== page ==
Beyond the confines

Music teachers are in precarious situations.  Over the decades, music education professional organizations have formalized and worked to establish purposes, have argued both utilitarian and aesthetic philosophies of music education, and have collaborated with other arts agencies to inform our larger US society of the importance of music education (McCarthy and Goble, 2005).  There still is a void in this community, and if we as teachers value instrumental music education, specifically, for our younger students, we must do so with the spirit of an entrepreneurial leader.  We must implement both a creative spirit and logic to produce new ideas and initiatives, lest we keep the trumpets and violins locked in the closets.  We can act on this dilemma to find alternative solutions for our students. Fullan (1997) touted that education leaders must realize that change begins with disagreements, and if we believe something is worth fighting for – in this case, elementary instrumental music education – then we must start with a change within ourselves. For me, it was stepping aside from my peers’ thoughts that the school district was responsible for the program, and tapping into my experiences as a recreation manager.

Looking and acting beyond the confines of school board decisions, or a traditional way of conducting our programs, for the benefit of our students and community, is the way to innovate change for immediate results. Ideas and actions I take toward starting a newly designed endeavor toward instrumental music education is aligned with the logic of entrepreneurial action and they lend toward the creation of a value from people and agencies coming together across and through different sectors (Hagel, Brown and Davison, 2010).

Fullan, M. (1997). What’s worth fighting for in the principalship? New York: Teachers College Press.

Hagel, J., Brown, J. and Davison, L. (2010). The power of pull. New York, NY: Basic Books, A Member of the Perseus Books Group.

McCarthy, M. and Goble, J. (2005). The praxial philosophy in historical perspective. In D. Elliott (ed.) Praxial music education, pp. 19-51. New York, NY: Oxford University Press.


About mundyviar

Basil Mundy Viar, III, is a newly relocated music teacher in the Palm Springs Unified School District of California, USA. For the past 18 years, he served the students and families within the Mt. Diablo Unified School District. In this role, he discovered the need for a reevaluation of the roles, purposes, and directions of scholastic music in a changing community and in a changing economy. The direction of his doctoral work was largely influenced by this experience. He researches the attitudes, levels of satisfaction, and lifelong learning effects of music training both inside and outside of the traditional school experience, with an eye on the roles that community based organizations may play in this. Prior to his assignment as a public school music teacher, Dr. Viar served as a Program Director for the Blue Devils, an internationally revered youth organization dedicated to performance excellence, also based in Concord, California, USA. During his time with the Blue Devils, the "B" Corps was reinvigorated and performed with renewed excitement, proficiency, and levels of success. Under Dr. Viar's guidance, BDB performed in the 1997 Drum Corps International World Championships in Orlando, Florida, and the 1998 World Marching Band Festival in Kanagawa Prefecture Japan. Basil Mundy Viar, III, is a graduate of the Transformative Inquiry Department at the California Institute of Integral Studies (PhD) in San Francisco, California, USA. He earned a Master of Arts degree in Education from the University of California, Berkeley; Single Subject Teaching Credential from the Bay Area College of Chapman University in Orange, California; and a Bachelor of Science degree from the School of Community and Public Affairs at Virginia Commonwealth University of Richmond, Virginia, USA.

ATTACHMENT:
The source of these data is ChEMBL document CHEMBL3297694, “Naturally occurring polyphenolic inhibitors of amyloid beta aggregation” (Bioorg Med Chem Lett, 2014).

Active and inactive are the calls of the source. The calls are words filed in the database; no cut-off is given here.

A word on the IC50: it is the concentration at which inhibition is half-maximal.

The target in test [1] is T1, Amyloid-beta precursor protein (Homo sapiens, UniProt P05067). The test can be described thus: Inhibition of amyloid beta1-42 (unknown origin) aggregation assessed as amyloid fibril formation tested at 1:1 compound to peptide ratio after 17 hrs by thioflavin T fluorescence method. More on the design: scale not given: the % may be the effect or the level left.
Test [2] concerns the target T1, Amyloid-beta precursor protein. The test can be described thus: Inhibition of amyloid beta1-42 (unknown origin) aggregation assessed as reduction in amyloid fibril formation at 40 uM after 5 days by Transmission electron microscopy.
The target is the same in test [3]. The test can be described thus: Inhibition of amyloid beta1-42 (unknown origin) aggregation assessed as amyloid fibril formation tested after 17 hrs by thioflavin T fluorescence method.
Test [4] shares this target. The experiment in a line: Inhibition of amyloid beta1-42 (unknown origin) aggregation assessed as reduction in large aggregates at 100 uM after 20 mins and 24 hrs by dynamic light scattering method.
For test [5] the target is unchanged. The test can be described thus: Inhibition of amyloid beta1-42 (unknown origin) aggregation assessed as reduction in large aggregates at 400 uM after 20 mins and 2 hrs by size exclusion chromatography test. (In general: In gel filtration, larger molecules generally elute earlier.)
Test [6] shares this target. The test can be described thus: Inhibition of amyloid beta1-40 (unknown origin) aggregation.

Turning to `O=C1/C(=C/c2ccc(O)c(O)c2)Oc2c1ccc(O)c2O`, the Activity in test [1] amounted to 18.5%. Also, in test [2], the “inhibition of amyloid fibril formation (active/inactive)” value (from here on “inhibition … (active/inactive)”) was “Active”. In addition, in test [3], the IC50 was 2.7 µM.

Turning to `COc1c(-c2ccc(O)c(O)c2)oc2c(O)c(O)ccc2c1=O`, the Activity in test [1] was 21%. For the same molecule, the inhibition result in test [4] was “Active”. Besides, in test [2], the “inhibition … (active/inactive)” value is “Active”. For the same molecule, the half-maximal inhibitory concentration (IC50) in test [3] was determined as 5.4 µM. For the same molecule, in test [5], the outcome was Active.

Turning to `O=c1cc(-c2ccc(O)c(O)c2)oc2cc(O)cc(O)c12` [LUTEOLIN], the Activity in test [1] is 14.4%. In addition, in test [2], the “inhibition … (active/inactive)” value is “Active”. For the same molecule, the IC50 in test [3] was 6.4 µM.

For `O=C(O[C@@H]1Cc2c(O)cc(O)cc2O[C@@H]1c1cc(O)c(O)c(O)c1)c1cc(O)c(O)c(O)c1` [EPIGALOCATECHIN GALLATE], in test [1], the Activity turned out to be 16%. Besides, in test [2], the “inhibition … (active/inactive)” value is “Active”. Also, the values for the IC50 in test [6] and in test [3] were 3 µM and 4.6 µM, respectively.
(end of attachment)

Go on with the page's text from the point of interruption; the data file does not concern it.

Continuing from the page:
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One Response to Beyond the confines

  1. Laura Lamere says:

    “Change begins with disagreements…” I’d love to hear more about your thoughts on change in music education “for the benefit of our students and community.” I’m a mother (change agent, advocate and social entrepreneur) who’s looking at the whole conversation about music education in our country from that view: What is best for the children? What do they want to learn? How to engage them as music students as the world of music becomes more accessible and continues to change around them at such an accelerated pace? You might be interested in an article I co-authored on (and posted on my personal blog: about the trends for music education at liberal arts colleges in New England – they’re meeting the students where they are!

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